Research was a focus of the FBA from its inception until the 1970s, at which point it turned to the development of practical solutions to management issues in freshwater systems. In the days of research, the FBA contemplated the freshwater environment from every angle; from microscopic algae, to macroinvertebrates, to fish communities, the deciphering of details of their lifestyle, abundance, behaviours, and the very essence of their physical and chemical environments were at the very forefront of the FBA’s work. Some of the most revered freshwater scientists, such as T. T. Macan, Winifred Frost, E. D. Le Cren, W. Pennington, and John Lund, spent time conducting research at the FBA. Equally, in its current position as a freshwater management and information charity, the FBA has made vital contributions to both training and dissemination for academics, corporations and enthusiasts alike. In biomonitoring, with the development of the River Invertebrate Prediction and Classification System (RIVPACS), the FBA has created a statistical model suitable for use in a multitude of habitats, useful for scientific professionals interested in the estimation of ecological health. In the continuation of our training courses, it is ensured that the ideals of our origins, based in research and education, are executed. In an effort to progress its conservation efforts, the Mussel Ark Project was started in 2007.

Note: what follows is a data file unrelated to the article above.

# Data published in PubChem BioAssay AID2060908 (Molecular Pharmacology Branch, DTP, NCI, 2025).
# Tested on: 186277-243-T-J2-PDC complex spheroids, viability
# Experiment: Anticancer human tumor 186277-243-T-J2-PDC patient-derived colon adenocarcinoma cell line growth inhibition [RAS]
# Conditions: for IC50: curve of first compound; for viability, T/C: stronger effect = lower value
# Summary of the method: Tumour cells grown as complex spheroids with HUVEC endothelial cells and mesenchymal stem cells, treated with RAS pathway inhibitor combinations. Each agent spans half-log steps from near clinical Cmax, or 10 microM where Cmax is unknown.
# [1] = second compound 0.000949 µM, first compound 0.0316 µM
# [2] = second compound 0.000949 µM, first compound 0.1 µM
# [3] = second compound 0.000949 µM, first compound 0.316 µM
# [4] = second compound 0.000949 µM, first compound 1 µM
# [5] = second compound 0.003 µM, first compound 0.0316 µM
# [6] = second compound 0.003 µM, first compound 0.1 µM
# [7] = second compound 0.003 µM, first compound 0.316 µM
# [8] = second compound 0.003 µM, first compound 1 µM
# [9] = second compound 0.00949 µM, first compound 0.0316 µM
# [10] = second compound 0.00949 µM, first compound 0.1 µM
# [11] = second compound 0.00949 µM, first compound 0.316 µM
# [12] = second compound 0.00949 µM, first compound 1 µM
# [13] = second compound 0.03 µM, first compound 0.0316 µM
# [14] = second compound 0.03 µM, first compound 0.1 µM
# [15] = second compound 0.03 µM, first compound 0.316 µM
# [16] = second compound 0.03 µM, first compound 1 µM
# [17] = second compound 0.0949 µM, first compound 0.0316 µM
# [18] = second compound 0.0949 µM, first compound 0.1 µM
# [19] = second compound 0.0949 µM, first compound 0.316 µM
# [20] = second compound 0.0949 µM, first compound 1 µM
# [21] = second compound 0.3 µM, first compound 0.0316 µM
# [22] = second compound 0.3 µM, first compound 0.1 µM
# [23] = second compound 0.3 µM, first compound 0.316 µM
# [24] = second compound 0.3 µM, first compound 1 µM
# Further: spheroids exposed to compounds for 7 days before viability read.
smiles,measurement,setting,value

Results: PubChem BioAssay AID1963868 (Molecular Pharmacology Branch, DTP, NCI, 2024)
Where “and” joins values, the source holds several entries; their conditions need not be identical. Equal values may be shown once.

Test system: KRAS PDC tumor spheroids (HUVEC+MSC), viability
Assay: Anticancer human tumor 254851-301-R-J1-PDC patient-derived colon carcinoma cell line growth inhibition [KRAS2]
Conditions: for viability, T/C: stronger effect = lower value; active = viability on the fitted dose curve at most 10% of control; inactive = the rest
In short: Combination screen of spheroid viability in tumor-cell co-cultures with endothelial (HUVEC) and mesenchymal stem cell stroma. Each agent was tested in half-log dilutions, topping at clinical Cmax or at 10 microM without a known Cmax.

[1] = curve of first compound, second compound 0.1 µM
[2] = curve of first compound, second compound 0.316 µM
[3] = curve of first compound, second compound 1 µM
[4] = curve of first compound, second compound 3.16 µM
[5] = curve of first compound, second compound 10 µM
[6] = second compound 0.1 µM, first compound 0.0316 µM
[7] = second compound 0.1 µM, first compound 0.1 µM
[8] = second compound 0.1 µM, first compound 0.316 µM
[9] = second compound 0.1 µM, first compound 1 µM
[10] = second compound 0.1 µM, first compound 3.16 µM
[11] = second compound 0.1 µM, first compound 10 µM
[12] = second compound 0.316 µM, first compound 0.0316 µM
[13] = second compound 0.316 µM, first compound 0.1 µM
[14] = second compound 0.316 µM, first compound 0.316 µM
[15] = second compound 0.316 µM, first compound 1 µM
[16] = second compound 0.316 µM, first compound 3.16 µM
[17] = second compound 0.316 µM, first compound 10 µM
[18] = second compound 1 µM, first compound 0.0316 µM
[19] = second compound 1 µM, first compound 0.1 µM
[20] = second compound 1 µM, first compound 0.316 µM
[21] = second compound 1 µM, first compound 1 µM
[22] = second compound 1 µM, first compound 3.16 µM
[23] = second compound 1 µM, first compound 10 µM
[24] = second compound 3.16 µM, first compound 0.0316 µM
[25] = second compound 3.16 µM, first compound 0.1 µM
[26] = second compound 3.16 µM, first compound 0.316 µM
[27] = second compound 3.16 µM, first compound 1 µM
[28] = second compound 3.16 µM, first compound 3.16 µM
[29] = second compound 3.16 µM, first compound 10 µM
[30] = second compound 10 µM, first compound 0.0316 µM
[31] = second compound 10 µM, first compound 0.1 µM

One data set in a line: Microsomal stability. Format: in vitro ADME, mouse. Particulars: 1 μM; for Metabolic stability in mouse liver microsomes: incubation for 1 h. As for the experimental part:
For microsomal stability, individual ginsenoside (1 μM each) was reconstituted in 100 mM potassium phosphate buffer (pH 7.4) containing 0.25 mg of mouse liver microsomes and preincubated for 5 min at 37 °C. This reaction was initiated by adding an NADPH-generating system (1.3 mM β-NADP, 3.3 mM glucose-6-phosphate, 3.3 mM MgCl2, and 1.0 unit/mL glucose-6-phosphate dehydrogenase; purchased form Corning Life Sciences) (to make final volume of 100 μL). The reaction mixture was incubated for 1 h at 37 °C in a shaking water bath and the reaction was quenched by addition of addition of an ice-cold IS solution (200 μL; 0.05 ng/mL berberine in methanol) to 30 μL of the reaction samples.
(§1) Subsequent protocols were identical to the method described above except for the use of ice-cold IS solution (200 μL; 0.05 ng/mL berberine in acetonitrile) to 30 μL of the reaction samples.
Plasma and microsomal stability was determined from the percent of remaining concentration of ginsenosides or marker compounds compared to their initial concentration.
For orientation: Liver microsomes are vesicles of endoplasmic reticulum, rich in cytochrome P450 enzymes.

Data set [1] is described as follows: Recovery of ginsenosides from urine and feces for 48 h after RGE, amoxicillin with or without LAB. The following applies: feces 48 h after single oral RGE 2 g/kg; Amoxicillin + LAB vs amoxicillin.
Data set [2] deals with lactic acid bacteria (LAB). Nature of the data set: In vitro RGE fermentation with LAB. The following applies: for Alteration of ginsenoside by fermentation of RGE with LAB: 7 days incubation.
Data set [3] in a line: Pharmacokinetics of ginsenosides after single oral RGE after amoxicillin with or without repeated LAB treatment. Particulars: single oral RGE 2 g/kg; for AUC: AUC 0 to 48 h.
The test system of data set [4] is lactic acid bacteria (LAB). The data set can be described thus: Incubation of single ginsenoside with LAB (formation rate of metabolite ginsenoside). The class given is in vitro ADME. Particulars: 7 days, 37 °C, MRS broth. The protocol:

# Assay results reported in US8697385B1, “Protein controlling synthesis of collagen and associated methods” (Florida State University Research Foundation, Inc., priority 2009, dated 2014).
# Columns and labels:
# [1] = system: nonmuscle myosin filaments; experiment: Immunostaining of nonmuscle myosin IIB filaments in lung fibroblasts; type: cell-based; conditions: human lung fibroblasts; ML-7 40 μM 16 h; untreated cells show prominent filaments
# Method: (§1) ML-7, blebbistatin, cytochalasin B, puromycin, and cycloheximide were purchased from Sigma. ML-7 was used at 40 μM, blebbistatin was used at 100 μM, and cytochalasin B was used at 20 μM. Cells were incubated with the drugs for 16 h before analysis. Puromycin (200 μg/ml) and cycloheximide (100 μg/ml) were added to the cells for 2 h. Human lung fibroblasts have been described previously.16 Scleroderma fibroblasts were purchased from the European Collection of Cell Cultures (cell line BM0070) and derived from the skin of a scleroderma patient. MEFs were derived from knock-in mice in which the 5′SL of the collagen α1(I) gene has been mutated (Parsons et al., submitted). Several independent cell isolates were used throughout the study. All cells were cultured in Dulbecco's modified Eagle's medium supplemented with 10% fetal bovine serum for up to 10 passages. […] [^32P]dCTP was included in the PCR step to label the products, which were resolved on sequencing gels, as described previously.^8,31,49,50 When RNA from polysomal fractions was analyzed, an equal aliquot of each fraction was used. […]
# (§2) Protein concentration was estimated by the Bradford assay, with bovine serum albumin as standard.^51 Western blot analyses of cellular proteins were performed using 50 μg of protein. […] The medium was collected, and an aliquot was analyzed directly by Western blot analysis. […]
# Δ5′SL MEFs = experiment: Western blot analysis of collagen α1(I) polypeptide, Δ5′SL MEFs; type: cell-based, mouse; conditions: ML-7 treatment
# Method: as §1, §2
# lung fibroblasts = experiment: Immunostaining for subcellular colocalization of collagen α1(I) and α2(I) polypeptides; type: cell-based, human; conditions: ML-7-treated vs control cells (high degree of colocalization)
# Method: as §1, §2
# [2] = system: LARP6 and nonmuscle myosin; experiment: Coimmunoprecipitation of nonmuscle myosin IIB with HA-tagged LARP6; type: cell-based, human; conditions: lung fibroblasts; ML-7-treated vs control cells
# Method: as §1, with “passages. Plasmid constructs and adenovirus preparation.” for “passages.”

This successful captive breeding program was developed with the aim to halt the decline of the species in the wild through targeted restoration and increase numbers of wild individuals through captive rearing and reintroductions. Currently, the project is in its twelfth year of operation.